There are public policy implications for the current study's findings that focus on family SES, the chronic stress of poverty, self-esteem and depression during the transition to adulthood. Public policy initiatives, social welfare programmes and medical interventions should not only target the reduction of poverty duration and improve access to mental health treatment but also aim to prevent poverty and mental illness early in the life course. From a macrostructural perspective, social policies that stimulate economic growth and reduce wealth inequality will benefit the economic and psychological well-being of the US population as a whole.

Public policies need to also target socioeconomic attainment at the individual-level, such as improving access to college educations and creating better bridges from school to work and to homeownership. First, to achieve a higher education and other credentials valuable in the labour market, poverty alleviation programmes need more funding to provide scholarships, grants, tutoring and improve schools in low-income neighbourhoods for youths. Second, for youths to find employment and remain employed, welfare-to-work programmes, employment agencies, retraining courses and internships with employers need to be expanded (Cooper, 2011). Third, family support programmes for low-income groups should include childcare allowances and better tax incentives for families to buy their first homes in safe neighbourhoods. More support is needed for neighbourhood stabilization initiatives designed to fund systemic reform to mitigate the impact of the foreclosure crisis, and more debt relief programmes are needed to help build a family's net worth to escape or prevent poverty (Cooper, 2011).

To prevent or treat symptoms of mental illness during the transition to adulthood, improving access to mental health services is an ongoing goal for healthcare reform. The Affordable Care Act now allows young adults to stay on their parents' health insurance plans until age 26. Unfortunately, young adults have the lowest access to employer-based health insurance because they often enter the labour market in low prestige jobs and part-time positions: approximately one-third of young adults are uninsured, which is a higher rate than any other age group in the United States (U.S. Department of Labor, 2013). To prevent mental health problems among youths and young adults, affordable community mental health services need more funding, as well as interventions in elementary schools, high schools and colleges so that there is better access to free psychological counselling during school days to address coping with stressors from different environments—school, family and their community—to enhance resiliency, such as via self-esteem (Reback, 2010). Yet, some scholars question American culture's preoccupation with an individual's self-esteem as a psychosocial resource and caution that it may not necessarily be the key to success and health (Baumeister et al., 2003; Crocker & Park, 2004).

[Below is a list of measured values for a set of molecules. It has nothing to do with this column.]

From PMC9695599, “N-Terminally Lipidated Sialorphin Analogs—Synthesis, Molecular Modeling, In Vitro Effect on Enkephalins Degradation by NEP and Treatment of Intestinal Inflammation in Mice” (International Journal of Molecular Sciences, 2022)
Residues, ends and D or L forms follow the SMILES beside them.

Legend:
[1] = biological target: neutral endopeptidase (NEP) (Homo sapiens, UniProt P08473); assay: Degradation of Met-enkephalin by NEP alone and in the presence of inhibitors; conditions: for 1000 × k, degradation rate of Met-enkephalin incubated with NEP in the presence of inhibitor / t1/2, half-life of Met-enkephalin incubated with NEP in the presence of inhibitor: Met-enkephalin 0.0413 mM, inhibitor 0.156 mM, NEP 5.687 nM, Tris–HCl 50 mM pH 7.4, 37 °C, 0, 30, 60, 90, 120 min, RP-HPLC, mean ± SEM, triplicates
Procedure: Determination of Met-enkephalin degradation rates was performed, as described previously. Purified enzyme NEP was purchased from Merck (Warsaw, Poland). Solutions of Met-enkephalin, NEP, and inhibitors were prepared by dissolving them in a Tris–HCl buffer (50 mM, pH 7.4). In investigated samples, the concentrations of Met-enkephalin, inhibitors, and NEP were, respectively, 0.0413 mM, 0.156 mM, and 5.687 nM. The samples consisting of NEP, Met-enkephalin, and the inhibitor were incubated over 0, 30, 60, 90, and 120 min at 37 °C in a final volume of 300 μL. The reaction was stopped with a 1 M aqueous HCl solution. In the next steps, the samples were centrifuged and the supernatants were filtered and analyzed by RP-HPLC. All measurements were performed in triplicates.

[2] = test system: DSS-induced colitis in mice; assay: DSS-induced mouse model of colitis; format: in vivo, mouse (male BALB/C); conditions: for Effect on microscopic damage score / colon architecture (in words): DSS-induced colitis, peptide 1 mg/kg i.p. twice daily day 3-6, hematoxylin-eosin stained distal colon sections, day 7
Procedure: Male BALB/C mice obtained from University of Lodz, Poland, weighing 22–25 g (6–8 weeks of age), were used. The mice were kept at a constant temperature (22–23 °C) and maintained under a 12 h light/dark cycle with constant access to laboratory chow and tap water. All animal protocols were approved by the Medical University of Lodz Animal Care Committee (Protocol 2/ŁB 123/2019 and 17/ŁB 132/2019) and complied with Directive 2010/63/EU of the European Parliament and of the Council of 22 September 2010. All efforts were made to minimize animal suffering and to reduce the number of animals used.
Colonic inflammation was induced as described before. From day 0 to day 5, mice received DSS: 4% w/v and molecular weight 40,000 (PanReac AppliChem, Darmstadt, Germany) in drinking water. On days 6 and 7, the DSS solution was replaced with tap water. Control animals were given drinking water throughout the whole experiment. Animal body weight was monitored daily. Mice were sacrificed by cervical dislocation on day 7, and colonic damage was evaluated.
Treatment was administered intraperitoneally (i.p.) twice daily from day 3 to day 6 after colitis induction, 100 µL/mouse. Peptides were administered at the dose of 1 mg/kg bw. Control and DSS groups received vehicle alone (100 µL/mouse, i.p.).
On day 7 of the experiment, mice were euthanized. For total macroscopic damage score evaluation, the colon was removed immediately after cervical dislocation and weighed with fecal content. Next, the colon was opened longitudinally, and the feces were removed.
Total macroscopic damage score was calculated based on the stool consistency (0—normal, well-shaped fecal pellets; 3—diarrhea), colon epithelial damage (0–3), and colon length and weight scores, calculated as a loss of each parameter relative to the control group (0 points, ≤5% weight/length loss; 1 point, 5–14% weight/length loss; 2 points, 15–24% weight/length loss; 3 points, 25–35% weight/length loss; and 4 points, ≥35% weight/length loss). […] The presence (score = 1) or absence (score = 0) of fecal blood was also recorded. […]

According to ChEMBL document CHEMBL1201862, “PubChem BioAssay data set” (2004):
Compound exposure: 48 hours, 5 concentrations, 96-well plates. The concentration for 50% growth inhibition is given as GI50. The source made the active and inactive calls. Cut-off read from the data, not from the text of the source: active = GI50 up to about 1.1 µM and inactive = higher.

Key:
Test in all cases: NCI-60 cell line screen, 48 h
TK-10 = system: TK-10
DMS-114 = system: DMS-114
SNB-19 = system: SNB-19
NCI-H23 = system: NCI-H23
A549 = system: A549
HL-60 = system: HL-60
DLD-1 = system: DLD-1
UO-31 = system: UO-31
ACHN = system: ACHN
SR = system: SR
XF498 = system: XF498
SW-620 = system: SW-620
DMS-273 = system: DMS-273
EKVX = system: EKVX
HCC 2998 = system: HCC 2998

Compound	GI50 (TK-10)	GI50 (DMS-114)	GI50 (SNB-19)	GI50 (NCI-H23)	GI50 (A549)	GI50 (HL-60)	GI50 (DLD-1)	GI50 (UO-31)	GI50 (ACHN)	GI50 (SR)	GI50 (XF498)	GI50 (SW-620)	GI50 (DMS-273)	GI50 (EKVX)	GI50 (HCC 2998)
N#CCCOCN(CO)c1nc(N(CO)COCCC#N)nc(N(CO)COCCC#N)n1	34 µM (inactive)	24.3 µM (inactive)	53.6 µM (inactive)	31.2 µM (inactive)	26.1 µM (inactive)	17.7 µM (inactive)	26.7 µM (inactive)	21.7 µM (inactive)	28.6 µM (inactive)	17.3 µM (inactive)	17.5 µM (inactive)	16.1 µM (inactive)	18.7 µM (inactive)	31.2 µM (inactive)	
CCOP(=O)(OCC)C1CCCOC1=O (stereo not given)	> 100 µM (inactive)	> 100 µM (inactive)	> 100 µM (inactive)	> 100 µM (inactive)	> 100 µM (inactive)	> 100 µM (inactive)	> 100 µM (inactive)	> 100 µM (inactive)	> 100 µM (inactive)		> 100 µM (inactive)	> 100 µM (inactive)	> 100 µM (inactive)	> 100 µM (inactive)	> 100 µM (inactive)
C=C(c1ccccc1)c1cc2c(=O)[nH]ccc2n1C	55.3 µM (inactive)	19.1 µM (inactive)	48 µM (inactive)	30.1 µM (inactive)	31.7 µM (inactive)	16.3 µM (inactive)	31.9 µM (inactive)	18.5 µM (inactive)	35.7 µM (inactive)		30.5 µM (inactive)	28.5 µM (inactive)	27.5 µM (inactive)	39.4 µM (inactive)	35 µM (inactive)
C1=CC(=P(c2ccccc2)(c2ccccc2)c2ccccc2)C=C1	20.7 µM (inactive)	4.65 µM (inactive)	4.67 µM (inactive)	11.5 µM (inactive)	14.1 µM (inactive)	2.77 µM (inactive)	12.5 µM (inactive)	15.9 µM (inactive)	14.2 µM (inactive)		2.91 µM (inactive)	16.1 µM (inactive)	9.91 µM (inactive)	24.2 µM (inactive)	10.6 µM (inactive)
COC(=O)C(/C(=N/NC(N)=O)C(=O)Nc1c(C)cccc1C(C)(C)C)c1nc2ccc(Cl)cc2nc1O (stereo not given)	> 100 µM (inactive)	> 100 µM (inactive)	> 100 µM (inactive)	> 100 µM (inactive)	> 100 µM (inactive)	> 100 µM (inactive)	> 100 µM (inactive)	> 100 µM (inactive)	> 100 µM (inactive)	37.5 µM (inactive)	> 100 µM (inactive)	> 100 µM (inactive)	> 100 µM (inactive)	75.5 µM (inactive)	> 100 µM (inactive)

In conclusion, more longitudinal research is needed to explore other resources for coping with stress (e.g., perceived social support and a sense of personal control over life) to guide public health policies, medical interventions and social welfare programmes. Reducing socioeconomic health disparities requires policy initiatives that acknowledge the different dimensions of family SES and their distinct pathways early in the life course to prevalent mental disorders, such as depression. Finally, international research should investigate whether long durations of disadvantaged family SES lead to depression in countries that have less of an emphasis on self-esteem and very different social welfare policies than the United States.

Acknowledgments

  1. Top of page
  2. Abstract
  3. Introduction
  4. Background
  5. Method
  6. Results
  7. Discussion
  8. Acknowledgments
  9. References

I would like to thank Jane McLeod, Eliza Pavalko, Bernice Pescosolido and Brian Powell for their help. Versions of this paper were presented at the American Sociological Association Annual Meeting and the Annual Conference of the Adler Institute on Social Exclusion: Social Determinants of Mental Health.

References

  1. Top of page
  2. Abstract
  3. Introduction
  4. Background
  5. Method
  6. Results
  7. Discussion
  8. Acknowledgments
  9. References